JUNEAU — Build-out of a large-scale mine near the headwaters of a world-class salmon fishery in Alaska could wipe out as many as 90 miles of streams and alter stream flows, the U.S. Environmental Protection Agency said in a revised assessment released Friday.
The report said mining activity would claim at least 24 miles of streams in the Bristol Bay region, based on the scenarios evaluated, with the loss of wetlands ranging from 1,200 to 4,800 acres.
The EPA focused on the Pebble deposit and took into account information related to the proposed Pebble Mine but also noted the potential for multiple mines in the region, given the resource base, which it said would lead to further elimination or blocking of streams and wetland losses.
EPA initiated the review process in response to concerns raised by tribes and others about the impact large-scale mining could have on Bristol Bay fisheries. Critics of the EPA review — including the Pebble Limited Partnership, the group behind the proposed Pebble Mine — fear it could lead to the agency vetoing mining activity in the region.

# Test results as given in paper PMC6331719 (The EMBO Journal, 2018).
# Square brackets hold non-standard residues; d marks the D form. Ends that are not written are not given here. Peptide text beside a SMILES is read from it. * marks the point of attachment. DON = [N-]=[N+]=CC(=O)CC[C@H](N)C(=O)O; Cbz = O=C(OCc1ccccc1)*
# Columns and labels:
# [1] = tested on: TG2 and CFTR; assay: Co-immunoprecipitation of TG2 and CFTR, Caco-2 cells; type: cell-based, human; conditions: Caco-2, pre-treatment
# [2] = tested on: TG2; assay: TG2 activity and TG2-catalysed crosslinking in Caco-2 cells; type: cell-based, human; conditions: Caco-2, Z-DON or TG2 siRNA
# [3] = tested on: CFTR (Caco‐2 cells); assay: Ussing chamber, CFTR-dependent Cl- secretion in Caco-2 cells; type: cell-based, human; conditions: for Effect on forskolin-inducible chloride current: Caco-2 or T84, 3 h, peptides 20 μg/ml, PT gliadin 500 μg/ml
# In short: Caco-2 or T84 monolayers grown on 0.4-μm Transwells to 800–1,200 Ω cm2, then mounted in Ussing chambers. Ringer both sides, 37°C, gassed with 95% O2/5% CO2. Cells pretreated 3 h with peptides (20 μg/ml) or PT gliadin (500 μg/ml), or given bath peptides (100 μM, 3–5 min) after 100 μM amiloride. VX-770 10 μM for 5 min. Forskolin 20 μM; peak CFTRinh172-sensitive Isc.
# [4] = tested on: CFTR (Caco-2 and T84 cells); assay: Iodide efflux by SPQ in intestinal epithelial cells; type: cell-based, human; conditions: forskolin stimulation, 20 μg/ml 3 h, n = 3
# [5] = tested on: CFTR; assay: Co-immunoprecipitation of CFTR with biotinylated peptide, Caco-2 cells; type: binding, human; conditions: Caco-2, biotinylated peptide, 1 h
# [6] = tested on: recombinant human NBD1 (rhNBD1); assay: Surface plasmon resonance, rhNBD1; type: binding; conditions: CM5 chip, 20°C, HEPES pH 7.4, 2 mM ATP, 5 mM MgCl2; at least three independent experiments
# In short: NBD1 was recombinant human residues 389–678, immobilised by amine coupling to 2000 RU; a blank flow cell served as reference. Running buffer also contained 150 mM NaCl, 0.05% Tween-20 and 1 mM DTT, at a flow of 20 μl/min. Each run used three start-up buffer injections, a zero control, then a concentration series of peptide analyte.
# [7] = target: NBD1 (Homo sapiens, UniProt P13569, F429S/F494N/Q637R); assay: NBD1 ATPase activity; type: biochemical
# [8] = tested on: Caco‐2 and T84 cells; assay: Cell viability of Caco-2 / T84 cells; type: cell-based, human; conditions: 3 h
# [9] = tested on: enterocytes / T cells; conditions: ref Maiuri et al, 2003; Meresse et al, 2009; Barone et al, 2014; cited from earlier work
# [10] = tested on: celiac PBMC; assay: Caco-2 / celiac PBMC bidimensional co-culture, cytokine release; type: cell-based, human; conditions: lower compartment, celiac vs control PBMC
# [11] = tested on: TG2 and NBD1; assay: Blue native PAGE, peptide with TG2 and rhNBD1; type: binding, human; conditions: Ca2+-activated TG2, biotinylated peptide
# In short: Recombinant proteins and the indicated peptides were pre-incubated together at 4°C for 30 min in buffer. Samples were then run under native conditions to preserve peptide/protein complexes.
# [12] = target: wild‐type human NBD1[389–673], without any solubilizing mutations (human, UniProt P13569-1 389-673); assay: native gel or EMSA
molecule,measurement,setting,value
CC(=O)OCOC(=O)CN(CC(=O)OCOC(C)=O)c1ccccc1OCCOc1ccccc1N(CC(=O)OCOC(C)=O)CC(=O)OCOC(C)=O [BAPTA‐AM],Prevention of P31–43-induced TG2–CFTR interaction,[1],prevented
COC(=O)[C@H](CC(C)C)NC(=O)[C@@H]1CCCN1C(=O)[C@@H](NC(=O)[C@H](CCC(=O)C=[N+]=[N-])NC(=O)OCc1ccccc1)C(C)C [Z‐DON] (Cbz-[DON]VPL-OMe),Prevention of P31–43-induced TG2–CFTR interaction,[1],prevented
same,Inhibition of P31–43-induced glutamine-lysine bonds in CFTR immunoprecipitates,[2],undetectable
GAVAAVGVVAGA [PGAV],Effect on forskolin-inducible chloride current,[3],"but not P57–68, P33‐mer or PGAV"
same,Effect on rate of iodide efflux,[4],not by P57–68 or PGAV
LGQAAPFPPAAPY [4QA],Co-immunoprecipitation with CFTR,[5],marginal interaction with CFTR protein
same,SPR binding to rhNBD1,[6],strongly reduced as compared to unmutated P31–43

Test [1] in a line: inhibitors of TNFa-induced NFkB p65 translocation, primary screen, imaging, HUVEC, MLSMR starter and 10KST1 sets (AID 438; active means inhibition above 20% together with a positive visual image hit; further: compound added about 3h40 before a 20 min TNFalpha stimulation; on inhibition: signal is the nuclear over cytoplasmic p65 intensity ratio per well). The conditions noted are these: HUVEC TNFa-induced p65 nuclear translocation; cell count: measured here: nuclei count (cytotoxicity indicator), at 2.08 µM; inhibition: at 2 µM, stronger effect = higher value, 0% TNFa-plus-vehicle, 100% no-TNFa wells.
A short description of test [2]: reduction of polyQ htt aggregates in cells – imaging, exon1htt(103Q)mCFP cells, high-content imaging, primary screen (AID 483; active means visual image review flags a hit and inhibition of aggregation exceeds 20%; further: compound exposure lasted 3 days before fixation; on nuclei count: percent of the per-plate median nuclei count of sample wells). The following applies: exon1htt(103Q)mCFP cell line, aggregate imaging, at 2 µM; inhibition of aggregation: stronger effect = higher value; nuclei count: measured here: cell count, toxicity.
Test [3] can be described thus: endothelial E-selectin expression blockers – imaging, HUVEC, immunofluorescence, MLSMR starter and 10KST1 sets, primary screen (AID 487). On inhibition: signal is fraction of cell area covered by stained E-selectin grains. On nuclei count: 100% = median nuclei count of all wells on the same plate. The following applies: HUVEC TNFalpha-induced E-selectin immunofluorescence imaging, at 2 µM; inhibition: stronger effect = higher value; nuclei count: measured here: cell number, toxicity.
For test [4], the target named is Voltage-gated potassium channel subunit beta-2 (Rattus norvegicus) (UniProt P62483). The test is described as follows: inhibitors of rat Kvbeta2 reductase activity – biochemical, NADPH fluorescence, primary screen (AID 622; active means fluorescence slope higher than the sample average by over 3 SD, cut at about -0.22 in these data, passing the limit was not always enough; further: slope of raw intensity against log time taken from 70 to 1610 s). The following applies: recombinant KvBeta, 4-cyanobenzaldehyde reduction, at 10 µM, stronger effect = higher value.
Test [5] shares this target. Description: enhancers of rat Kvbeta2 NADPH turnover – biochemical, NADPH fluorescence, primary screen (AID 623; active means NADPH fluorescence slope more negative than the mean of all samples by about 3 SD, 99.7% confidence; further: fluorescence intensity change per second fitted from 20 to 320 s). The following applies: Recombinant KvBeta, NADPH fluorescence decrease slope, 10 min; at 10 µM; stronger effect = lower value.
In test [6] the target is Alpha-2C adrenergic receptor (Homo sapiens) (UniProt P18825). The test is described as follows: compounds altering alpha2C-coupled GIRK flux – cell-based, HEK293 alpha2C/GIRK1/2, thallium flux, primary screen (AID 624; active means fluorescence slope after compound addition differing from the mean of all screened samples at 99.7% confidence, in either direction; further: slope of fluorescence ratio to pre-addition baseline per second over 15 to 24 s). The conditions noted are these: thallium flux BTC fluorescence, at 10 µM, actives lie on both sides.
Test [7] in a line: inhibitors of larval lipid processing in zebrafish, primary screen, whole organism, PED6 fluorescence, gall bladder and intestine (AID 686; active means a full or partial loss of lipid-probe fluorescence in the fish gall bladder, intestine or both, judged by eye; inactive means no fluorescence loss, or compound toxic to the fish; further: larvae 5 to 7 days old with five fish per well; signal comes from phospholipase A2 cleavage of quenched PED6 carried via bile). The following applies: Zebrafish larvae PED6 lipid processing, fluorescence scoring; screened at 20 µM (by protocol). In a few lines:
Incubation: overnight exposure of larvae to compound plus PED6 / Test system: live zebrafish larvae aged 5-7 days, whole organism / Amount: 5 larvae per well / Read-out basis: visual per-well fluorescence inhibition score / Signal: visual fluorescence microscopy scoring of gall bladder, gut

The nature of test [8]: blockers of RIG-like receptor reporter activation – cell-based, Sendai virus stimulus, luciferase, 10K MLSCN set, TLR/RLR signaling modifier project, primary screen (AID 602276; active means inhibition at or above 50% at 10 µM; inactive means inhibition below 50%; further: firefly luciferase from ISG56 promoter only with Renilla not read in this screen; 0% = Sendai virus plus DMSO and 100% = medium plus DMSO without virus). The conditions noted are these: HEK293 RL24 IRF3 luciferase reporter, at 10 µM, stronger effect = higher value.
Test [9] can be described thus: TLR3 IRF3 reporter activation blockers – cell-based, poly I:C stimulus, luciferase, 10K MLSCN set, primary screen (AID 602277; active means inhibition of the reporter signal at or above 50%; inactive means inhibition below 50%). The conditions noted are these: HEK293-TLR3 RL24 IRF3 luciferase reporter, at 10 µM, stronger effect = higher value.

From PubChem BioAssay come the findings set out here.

Pebble Partnership CEO John Shively said the review was unnecessary, flawed and "consistent with the demands of those who want to deny the Pebble Partnership the right to submit a permit application."
The Alaska Department of Law also issued a statement.
"We believe the assessment is premature, as well as any action EPA might take based upon it," the state agency said. "Any consideration of impacts should be made within the context of an actual proposal and a Clean Water Act Section 404 permit application."
Read the full story at the Juneau Empire>>
National Fisherman Live: 12/16/14
In this episode, Bruce Buls, WorkBoat's technical editor, interviews Long Island lobsterman John Aldridge, who survived for 12 hours after falling overboard in the dead of night. Aldridge was the keynote speaker at the 2014 Pacific Marine Expo, which took place Nov. 19-21 in Seattle.
NOAA, in consultation with the Department of the Interior, has appointed 10 new members to the Marine Protected Areas Federal Advisory Committee. The 20-member committee is composed of individuals with diverse backgrounds and experience who advise the departments of commerce and the interior on ways to strengthen and connect the nation's MPA programs. The new members join the 10 continuing members appointed in 2012.